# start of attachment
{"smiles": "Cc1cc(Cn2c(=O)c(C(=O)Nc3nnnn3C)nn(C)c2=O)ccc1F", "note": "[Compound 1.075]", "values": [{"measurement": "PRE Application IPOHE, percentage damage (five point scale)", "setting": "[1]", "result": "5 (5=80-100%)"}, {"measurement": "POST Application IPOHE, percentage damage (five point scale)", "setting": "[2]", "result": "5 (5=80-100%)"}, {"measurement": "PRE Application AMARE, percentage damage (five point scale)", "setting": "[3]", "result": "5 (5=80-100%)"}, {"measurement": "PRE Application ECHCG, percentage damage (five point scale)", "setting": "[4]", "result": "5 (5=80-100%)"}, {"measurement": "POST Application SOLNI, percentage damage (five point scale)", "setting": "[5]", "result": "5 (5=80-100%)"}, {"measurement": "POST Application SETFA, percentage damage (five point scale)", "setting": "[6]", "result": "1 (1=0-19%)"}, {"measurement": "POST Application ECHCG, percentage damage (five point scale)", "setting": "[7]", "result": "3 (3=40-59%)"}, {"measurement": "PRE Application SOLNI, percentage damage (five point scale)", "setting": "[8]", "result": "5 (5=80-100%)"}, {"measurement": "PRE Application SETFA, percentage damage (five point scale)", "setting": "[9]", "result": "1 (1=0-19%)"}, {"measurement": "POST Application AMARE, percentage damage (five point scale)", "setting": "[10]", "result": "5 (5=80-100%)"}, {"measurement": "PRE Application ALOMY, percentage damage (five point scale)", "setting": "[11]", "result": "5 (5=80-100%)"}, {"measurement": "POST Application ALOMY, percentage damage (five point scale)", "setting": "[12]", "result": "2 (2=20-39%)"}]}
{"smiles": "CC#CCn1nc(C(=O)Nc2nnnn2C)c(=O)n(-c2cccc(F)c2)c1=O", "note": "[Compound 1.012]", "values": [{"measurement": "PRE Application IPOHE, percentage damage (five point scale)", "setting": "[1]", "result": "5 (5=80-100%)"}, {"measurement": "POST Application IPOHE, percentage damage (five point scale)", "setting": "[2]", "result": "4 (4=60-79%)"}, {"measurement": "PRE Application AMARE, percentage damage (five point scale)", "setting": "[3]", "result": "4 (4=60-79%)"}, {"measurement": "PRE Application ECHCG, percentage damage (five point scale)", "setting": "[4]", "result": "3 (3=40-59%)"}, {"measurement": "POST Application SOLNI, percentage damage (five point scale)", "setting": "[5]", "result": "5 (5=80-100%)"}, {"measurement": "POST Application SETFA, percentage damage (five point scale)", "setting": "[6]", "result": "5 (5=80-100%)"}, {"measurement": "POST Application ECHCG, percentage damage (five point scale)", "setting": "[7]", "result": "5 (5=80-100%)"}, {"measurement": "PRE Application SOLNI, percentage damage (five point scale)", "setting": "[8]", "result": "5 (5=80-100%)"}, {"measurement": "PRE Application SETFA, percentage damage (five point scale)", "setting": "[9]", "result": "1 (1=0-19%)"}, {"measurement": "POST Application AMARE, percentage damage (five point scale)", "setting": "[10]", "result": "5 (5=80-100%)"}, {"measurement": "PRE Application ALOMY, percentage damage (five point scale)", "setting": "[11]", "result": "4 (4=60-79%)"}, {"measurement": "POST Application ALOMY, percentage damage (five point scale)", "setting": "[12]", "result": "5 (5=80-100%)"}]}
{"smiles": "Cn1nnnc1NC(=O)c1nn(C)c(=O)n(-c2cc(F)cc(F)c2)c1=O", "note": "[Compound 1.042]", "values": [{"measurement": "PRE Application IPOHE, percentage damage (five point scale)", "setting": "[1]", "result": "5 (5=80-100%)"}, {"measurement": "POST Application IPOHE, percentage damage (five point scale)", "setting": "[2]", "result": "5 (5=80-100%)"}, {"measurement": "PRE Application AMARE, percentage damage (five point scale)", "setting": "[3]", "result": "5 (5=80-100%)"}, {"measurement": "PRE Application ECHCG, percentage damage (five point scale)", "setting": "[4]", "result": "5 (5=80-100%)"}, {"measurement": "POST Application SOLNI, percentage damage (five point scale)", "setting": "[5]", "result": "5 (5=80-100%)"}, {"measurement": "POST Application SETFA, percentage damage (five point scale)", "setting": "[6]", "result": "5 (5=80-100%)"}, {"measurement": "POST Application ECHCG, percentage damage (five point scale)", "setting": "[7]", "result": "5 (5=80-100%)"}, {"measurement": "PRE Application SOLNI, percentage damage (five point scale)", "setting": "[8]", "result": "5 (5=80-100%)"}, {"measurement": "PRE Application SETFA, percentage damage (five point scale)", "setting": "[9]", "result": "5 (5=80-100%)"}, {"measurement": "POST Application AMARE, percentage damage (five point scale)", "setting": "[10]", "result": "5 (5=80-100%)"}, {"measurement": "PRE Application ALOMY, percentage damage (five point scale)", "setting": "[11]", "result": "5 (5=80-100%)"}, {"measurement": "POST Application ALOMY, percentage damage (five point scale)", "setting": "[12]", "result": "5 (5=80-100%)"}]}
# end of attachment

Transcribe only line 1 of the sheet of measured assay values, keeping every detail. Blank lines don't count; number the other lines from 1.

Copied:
{"smiles": "Cc1cc(Cn2c(=O)c(C(=O)Nc3nnnn3C)nn(C)c2=O)ccc1F", "note": "[Compound 1.075]", "values": [{"measurement": "PRE Application IPOHE, percentage damage (five point scale)", "setting": "[1]", "result": "5 (5=80-100%)"}, {"measurement": "POST Application IPOHE, percentage damage (five point scale)", "setting": "[2]", "result": "5 (5=80-100%)"}, {"measurement": "PRE Application AMARE, percentage damage (five point scale)", "setting": "[3]", "result": "5 (5=80-100%)"}, {"measurement": "PRE Application ECHCG, percentage damage (five point scale)", "setting": "[4]", "result": "5 (5=80-100%)"}, {"measurement": "POST Application SOLNI, percentage damage (five point scale)", "setting": "[5]", "result": "5 (5=80-100%)"}, {"measurement": "POST Application SETFA, percentage damage (five point scale)", "setting": "[6]", "result": "1 (1=0-19%)"}, {"measurement": "POST Application ECHCG, percentage damage (five point scale)", "setting": "[7]", "result": "3 (3=40-59%)"}, {"measurement": "PRE Application SOLNI, percentage damage (five point scale)", "setting": "[8]", "result": "5 (5=80-100%)"}, {"measurement": "PRE Application SETFA, percentage damage (five point scale)", "setting": "[9]", "result": "1 (1=0-19%)"}, {"measurement": "POST Application AMARE, percentage damage (five point scale)", "setting": "[10]", "result": "5 (5=80-100%)"}, {"measurement": "PRE Application ALOMY, percentage damage (five point scale)", "setting": "[11]", "result": "5 (5=80-100%)"}, {"measurement": "POST Application ALOMY, percentage damage (five point scale)", "setting": "[12]", "result": "2 (2=20-39%)"}]}